All of us will find ourselves in a personal dark wood at some time in our lives. Here are Ten Commandments from the epic poetic trilogy that includes “Inferno,” “Purgatorio” and “Paradiso” that can help us find our way out.
1. Be honest with yourself about your failings.
The pilgrim Dante begins his journey by entering the “Inferno.” The journey symbolizes taking a hard look at the reality of sin, and taking ownership of your sinfulness. It’s painful and difficult, but there can be no spiritual progress without self-knowledge and accountability.
2. Do not make wealth and accomplishment the measure of your success, but rather virtue and compassion.
Hell is full of the brave, the famous and the powerful, all damned because they used their gifts to serve their own egos. The heaven-bound penitents in Purgatory realized late in life that love of God and neighbor are the only things truly worth living for.
3. Cultivate humility and gratitude.
Pride is the root of all sin. No one can climb toward God up the holy mountain — an allegory of the Christian’s walk through the mortal life — toward God without first girding himself or herself with humility. All is grace, a gift of God. What’s more, the humble penitent learns, as the pilgrim Dante does on the holy mountain, that he or she cannot ascend without giving and receiving the loving fellowship of others.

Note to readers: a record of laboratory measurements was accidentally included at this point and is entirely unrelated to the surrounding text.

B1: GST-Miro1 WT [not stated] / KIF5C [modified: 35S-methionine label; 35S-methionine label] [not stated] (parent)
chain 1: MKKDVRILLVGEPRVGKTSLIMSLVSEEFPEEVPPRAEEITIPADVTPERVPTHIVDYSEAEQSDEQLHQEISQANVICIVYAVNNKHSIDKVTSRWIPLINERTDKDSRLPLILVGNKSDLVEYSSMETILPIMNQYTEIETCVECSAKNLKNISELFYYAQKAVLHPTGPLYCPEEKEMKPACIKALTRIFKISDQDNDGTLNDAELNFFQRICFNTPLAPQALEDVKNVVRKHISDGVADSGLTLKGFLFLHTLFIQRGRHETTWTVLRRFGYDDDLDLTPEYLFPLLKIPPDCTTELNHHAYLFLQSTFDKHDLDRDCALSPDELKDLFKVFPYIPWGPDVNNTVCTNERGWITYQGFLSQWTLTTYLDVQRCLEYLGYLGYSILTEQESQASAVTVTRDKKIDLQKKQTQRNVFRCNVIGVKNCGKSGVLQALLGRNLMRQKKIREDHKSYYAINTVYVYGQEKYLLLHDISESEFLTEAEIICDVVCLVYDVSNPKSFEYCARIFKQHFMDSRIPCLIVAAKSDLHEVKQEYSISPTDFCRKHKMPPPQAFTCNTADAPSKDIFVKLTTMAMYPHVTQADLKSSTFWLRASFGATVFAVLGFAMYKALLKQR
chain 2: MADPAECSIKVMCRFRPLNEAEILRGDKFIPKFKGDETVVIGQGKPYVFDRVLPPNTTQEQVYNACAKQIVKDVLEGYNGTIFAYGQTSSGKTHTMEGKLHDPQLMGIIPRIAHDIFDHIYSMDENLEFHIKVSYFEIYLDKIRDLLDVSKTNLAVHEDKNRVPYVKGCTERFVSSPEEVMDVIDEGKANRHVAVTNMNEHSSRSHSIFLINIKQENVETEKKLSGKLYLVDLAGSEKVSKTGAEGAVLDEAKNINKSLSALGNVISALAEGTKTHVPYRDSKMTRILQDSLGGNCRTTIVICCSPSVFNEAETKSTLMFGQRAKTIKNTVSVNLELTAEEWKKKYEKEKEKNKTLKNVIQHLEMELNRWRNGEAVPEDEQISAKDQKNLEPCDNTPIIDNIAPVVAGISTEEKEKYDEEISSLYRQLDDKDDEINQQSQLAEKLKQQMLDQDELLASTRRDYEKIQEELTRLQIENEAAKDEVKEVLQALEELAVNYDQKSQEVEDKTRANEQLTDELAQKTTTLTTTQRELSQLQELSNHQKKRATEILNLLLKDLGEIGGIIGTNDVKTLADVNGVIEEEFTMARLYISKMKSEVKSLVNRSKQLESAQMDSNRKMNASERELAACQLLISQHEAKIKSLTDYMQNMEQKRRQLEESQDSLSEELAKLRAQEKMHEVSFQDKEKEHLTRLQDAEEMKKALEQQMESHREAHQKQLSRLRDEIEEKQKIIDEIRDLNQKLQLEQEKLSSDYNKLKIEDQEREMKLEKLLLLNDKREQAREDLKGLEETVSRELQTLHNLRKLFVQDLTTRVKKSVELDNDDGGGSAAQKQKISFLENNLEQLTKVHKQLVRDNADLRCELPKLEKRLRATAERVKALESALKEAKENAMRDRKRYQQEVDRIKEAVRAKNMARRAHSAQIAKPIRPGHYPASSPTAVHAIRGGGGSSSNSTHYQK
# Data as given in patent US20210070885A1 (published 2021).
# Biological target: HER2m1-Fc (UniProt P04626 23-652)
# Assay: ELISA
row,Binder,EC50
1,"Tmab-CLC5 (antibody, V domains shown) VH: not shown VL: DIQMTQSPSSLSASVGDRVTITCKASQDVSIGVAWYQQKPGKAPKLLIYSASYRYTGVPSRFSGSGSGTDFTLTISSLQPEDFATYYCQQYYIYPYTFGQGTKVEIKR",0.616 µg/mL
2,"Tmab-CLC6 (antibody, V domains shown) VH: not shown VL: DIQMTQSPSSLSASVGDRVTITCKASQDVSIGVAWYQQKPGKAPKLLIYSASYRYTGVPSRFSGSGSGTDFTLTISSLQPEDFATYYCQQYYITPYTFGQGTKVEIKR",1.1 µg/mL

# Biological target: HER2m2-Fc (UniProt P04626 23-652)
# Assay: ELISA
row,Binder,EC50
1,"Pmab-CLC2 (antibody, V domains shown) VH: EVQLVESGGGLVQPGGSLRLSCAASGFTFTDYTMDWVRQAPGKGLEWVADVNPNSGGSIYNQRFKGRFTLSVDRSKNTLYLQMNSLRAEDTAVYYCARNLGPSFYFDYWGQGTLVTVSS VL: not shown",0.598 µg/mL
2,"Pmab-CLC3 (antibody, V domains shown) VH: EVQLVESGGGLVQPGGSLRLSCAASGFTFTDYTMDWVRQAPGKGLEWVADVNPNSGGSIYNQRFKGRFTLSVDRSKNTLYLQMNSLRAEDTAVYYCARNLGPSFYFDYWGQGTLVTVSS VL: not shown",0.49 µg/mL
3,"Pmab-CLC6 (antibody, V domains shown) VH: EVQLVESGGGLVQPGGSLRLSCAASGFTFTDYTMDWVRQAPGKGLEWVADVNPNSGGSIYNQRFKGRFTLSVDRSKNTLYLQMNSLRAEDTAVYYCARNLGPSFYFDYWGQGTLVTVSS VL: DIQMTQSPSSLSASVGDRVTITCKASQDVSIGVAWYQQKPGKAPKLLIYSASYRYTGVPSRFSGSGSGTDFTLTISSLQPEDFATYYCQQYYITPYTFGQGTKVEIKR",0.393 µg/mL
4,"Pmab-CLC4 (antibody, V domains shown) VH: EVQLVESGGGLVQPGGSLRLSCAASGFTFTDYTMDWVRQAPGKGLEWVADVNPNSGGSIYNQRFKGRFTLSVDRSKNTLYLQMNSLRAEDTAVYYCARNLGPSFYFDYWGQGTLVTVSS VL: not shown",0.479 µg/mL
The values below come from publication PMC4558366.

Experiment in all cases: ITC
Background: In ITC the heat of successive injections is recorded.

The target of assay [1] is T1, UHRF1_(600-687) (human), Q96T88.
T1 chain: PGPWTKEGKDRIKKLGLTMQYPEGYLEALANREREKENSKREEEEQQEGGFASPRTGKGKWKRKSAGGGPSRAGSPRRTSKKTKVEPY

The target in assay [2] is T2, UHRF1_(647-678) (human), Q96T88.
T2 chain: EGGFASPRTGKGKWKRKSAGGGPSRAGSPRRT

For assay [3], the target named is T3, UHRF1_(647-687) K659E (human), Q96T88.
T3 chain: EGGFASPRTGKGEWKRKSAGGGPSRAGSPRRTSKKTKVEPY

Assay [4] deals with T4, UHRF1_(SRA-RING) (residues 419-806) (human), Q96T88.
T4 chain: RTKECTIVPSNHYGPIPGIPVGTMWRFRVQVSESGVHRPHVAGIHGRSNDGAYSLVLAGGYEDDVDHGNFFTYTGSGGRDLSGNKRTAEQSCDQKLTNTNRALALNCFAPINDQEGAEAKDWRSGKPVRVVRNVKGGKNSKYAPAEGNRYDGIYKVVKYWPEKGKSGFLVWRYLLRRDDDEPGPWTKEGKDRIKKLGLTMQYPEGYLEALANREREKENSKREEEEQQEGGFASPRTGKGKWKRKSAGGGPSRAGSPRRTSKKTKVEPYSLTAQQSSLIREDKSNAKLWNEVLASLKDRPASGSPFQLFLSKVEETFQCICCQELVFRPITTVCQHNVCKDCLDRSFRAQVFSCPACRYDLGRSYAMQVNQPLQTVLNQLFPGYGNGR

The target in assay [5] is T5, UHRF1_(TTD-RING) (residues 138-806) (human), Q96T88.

4. Harmony is more important than equality.
Not everyone has the same gifts, or the same responsibilities. Do not envy what others have, but accept with gladness the part God gave you to play in the grand drama of life. Love is more important than justice. God doesn’t want you to be just like everybody else; he wants you to be the person he made. Trust him, as does the nun Piccarda, who tells Dante, “In His will is our peace.”
5. Acknowledge limits, and live by them.
Our culture encourages boundary-breaking, and calls it liberation. But the wise know that “liberation” is often the way of death. The quest for knowledge and experience can be noble, but as Dante’s meeting in hell with Ulysses demonstrates, to exceed reasonable limits to fulfill desire often leads to the destruction of ourselves and those in our care.
6. Reconcile yourself to the truth that some questions can never be satisfactorily answered.
As he nears the end of his pilgrimage, Dante learns that there are some things of the eternal and infinite God that the mortal, finite human mind can never understand. This is hard for us to accept, but it is no less true for that fact. We can know God only partially through our minds; we are meant to know him through our hearts.
7. Think of sin as a failure of love.